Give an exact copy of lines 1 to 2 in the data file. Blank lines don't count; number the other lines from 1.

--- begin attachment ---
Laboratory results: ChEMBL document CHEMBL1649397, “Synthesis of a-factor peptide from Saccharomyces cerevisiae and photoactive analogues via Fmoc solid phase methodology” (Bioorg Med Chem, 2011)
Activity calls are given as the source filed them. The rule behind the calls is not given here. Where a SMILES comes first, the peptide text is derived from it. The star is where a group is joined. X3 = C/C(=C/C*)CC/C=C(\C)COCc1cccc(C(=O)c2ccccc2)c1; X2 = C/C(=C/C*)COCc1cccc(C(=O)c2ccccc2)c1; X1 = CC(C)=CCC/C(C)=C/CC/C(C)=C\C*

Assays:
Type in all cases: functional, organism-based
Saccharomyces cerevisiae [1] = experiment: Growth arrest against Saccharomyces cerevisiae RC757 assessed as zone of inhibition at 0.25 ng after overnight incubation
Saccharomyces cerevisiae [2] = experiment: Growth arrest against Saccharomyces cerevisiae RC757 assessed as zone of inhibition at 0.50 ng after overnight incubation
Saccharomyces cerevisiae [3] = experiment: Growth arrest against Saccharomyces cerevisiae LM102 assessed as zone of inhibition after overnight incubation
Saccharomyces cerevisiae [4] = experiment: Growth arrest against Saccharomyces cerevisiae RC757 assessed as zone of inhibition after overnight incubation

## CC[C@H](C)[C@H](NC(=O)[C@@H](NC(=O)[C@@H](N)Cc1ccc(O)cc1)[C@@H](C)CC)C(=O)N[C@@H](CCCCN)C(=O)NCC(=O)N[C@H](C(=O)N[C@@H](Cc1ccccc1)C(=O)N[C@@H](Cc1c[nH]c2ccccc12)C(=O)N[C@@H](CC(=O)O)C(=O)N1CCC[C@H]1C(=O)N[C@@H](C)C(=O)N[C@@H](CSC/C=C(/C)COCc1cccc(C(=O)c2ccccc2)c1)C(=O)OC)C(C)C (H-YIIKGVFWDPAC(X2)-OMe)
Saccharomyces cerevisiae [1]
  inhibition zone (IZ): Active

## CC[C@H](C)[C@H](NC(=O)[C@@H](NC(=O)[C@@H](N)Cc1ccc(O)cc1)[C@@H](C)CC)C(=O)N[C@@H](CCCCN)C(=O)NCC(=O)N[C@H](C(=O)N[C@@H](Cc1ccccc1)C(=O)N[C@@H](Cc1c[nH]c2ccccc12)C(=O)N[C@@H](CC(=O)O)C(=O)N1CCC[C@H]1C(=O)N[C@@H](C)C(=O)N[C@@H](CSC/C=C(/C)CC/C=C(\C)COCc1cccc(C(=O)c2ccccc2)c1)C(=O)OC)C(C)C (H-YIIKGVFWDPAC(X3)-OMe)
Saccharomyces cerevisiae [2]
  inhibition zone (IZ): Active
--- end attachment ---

Laboratory results: ChEMBL document CHEMBL1649397, “Synthesis of a-factor peptide from Saccharomyces cerevisiae and photoactive analogues via Fmoc solid phase methodology” (Bioorg Med Chem, 2011)
Activity calls are given as the source filed them. The rule behind the calls is not given here. Where a SMILES comes first, the peptide text is derived from it. The star is where a group is joined. X3 = C/C(=C/C*)CC/C=C(\C)COCc1cccc(C(=O)c2ccccc2)c1; X2 = C/C(=C/C*)COCc1cccc(C(=O)c2ccccc2)c1; X1 = CC(C)=CCC/C(C)=C/CC/C(C)=C\C*